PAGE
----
My daughter’s 16th birthday is coming up and I have been stressing over how to make it special for the past few weeks. I am going through the disability process in Tennessee and I have been for the last two years and two months. Before I was diagnosed with RA (diagnosed with JRA as a child), I was a working single parent. I promised my daughter to take her to California when she turned 16 as it’s somewhere she had always wanted to go. Well, we know that is not possible during this time. So, we planned to go somewhere closer and with the help of my brother to drive. I can’t tell you the amount of stress, struggle and strain it has been to gather finances from all over the place. To beg and borrow it seems to make this happen. I received terrible news from the school that my daughter had been placed in Algebra II instead of Algebra I and they are just now discovering this! She’s in a honors program. No wonder my poor child had been struggling! And I had been so hard on her. I was livid! Today, I opened up the mailbox to find she would not be allowed to continue in the program because of her GPA. I was outdone. She will have to take summer school class for Algebra I because she must have it. But, how unfair for them as Algebra II is the main cause of her GPA drop. I sent an email to the principal and hope they can see their error and what it has cost my daughter.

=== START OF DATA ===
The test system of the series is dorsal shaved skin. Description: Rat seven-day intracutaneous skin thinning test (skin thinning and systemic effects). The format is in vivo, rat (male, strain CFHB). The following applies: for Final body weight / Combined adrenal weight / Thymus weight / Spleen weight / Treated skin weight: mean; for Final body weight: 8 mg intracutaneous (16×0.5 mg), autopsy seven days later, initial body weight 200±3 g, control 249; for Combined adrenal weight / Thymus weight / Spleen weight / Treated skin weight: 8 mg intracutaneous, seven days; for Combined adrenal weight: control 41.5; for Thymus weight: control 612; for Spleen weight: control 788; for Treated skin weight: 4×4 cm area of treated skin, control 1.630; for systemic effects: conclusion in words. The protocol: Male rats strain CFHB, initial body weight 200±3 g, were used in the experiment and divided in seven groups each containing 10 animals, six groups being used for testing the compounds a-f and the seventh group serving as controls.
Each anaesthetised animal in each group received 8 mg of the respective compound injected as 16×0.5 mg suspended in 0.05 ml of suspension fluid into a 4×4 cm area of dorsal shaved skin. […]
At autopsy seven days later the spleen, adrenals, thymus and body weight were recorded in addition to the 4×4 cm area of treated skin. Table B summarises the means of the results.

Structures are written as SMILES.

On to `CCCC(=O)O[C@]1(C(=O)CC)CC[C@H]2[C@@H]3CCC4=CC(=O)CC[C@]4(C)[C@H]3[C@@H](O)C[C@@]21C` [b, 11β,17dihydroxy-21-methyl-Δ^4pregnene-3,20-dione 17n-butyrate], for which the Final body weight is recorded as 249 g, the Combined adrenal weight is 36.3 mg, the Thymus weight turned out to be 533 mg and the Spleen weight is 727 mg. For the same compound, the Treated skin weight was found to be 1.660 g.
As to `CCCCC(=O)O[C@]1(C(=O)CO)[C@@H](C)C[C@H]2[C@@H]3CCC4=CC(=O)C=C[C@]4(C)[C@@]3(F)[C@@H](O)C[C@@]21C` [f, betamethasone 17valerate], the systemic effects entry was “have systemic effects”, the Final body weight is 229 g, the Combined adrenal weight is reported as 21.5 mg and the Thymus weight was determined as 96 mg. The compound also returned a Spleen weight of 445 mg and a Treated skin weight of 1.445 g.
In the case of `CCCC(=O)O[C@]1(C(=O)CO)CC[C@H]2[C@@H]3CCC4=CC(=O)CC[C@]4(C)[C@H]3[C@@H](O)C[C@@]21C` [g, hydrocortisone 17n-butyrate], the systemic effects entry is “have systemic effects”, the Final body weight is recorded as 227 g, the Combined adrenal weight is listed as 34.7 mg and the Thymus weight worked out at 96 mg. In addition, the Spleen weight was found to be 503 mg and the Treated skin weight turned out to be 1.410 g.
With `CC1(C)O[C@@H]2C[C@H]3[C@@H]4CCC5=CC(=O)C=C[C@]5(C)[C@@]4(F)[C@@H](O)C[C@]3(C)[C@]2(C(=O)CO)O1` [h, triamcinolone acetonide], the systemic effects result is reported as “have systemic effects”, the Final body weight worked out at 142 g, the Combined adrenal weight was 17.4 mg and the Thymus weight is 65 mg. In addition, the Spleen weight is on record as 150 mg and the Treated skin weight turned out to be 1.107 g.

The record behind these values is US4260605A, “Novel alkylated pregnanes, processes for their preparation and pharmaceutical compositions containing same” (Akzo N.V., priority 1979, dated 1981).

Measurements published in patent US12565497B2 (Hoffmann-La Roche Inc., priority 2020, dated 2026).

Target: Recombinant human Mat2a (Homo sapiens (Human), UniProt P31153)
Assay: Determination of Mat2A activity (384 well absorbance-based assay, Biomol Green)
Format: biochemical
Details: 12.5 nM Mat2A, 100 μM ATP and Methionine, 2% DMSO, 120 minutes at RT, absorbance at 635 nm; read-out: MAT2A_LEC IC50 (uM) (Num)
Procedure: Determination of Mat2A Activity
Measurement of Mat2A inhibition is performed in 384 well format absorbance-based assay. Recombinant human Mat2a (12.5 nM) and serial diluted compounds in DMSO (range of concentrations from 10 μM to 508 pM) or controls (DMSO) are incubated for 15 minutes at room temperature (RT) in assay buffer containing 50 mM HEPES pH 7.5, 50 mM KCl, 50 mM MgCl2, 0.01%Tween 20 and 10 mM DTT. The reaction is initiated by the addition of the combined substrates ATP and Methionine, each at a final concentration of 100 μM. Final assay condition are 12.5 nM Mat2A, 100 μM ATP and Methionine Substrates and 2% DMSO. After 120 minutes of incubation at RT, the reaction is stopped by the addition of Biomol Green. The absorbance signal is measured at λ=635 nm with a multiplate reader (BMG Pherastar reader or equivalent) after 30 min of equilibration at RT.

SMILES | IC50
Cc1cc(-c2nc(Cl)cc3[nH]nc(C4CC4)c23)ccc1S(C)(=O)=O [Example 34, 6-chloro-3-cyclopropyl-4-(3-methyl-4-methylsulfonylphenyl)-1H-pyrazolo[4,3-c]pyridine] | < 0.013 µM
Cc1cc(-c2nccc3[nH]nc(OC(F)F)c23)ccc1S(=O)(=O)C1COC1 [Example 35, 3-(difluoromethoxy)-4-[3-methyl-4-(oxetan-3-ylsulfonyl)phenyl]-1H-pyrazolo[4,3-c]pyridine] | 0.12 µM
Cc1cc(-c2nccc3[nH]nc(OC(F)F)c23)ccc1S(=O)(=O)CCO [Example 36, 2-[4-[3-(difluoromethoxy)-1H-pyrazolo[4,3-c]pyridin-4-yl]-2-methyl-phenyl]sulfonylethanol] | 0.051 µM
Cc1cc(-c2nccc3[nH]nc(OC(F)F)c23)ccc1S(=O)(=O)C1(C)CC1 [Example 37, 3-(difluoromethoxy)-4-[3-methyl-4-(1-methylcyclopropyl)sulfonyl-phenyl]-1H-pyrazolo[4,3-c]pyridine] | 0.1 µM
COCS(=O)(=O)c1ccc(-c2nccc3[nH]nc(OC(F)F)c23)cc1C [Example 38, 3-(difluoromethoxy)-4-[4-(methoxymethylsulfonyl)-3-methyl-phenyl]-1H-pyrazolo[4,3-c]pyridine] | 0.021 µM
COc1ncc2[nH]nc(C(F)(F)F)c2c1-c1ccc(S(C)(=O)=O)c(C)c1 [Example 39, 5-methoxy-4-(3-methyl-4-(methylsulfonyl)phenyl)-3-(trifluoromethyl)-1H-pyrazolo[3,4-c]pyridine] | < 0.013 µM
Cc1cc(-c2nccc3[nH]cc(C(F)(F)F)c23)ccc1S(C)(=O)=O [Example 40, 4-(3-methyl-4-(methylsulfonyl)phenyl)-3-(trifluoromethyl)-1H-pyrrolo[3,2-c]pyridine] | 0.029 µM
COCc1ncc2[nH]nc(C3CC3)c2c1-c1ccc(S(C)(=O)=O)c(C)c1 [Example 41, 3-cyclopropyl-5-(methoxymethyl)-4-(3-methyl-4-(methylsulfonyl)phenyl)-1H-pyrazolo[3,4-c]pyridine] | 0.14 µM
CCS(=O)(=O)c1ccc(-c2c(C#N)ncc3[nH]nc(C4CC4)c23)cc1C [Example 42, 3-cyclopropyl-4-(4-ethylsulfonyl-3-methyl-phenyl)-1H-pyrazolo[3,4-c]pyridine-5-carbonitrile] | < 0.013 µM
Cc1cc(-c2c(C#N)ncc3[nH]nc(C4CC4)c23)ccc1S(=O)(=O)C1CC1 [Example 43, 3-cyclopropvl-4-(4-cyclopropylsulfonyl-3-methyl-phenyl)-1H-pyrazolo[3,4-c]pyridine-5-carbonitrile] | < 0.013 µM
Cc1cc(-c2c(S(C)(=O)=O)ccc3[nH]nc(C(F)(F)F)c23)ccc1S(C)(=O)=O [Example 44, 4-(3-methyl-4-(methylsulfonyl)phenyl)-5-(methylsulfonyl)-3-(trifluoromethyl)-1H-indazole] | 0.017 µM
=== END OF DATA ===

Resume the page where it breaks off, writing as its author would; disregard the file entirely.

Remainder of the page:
Today, I feel my depression in the shadows. I have done the best to keep it at bay. I cannot tell her this right now as she is so happy about taking a trip in a week or so for spring break to celebrate her 16th birthday. She will be crushed and I do not want her spirits crushed. My daughter is very smart and bright. And today…with RA, financial stress, and worried about my daughter’s future, checking the mailbox daily waiting on a word for a day in court about my case, it all just seems to be weighing on me. It’s a bit too much and I just hope someday I can look back and forget the last two years of this hell.

~Nikki